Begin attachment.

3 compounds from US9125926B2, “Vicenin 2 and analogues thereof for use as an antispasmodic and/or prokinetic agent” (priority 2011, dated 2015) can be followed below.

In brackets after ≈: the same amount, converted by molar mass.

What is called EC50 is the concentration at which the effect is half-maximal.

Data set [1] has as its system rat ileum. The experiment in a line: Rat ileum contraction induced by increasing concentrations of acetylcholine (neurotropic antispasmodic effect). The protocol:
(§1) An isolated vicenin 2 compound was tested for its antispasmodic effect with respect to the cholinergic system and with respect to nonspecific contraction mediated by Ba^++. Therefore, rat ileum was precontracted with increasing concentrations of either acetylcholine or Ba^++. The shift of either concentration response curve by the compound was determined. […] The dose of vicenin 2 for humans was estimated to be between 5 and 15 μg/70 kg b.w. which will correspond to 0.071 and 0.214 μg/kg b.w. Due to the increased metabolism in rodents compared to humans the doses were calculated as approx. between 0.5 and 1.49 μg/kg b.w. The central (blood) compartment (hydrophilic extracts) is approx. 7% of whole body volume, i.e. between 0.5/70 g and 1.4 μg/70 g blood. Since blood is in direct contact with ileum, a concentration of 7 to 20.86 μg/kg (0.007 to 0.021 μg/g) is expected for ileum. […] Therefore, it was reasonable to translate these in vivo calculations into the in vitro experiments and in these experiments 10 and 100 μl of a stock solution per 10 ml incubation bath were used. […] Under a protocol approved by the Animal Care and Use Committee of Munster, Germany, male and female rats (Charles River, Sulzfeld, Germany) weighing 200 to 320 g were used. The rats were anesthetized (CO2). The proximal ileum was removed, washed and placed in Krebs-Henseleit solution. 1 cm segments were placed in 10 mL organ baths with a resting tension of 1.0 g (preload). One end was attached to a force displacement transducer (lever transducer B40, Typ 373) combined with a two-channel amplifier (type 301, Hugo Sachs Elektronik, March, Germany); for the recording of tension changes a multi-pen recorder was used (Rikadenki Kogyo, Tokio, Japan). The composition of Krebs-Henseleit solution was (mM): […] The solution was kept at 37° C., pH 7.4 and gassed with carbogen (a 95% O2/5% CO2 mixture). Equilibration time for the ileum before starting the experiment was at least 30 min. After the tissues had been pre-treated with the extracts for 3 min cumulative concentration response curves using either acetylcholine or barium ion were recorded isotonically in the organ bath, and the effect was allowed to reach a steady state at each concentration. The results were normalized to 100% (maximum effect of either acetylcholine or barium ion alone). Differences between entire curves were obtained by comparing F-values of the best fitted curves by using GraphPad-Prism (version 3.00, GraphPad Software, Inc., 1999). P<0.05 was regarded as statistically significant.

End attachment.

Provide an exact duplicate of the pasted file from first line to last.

3 compounds from US9125926B2, “Vicenin 2 and analogues thereof for use as an antispasmodic and/or prokinetic agent” (priority 2011, dated 2015) can be followed below.

In brackets after ≈: the same amount, converted by molar mass.

What is called EC50 is the concentration at which the effect is half-maximal.

Data set [1] has as its system rat ileum. The experiment in a line: Rat ileum contraction induced by increasing concentrations of acetylcholine (neurotropic antispasmodic effect). The protocol:
(§1) An isolated vicenin 2 compound was tested for its antispasmodic effect with respect to the cholinergic system and with respect to nonspecific contraction mediated by Ba^++. Therefore, rat ileum was precontracted with increasing concentrations of either acetylcholine or Ba^++. The shift of either concentration response curve by the compound was determined. […] The dose of vicenin 2 for humans was estimated to be between 5 and 15 μg/70 kg b.w. which will correspond to 0.071 and 0.214 μg/kg b.w. Due to the increased metabolism in rodents compared to humans the doses were calculated as approx. between 0.5 and 1.49 μg/kg b.w. The central (blood) compartment (hydrophilic extracts) is approx. 7% of whole body volume, i.e. between 0.5/70 g and 1.4 μg/70 g blood. Since blood is in direct contact with ileum, a concentration of 7 to 20.86 μg/kg (0.007 to 0.021 μg/g) is expected for ileum. […] Therefore, it was reasonable to translate these in vivo calculations into the in vitro experiments and in these experiments 10 and 100 μl of a stock solution per 10 ml incubation bath were used. […] Under a protocol approved by the Animal Care and Use Committee of Munster, Germany, male and female rats (Charles River, Sulzfeld, Germany) weighing 200 to 320 g were used. The rats were anesthetized (CO2). The proximal ileum was removed, washed and placed in Krebs-Henseleit solution. 1 cm segments were placed in 10 mL organ baths with a resting tension of 1.0 g (preload). One end was attached to a force displacement transducer (lever transducer B40, Typ 373) combined with a two-channel amplifier (type 301, Hugo Sachs Elektronik, March, Germany); for the recording of tension changes a multi-pen recorder was used (Rikadenki Kogyo, Tokio, Japan). The composition of Krebs-Henseleit solution was (mM): […] The solution was kept at 37° C., pH 7.4 and gassed with carbogen (a 95% O2/5% CO2 mixture). Equilibration time for the ileum before starting the experiment was at least 30 min. After the tissues had been pre-treated with the extracts for 3 min cumulative concentration response curves using either acetylcholine or barium ion were recorded isotonically in the organ bath, and the effect was allowed to reach a steady state at each concentration. The results were normalized to 100% (maximum effect of either acetylcholine or barium ion alone). Differences between entire curves were obtained by comparing F-values of the best fitted curves by using GraphPad-Prism (version 3.00, GraphPad Software, Inc., 1999). P<0.05 was regarded as statistically significant.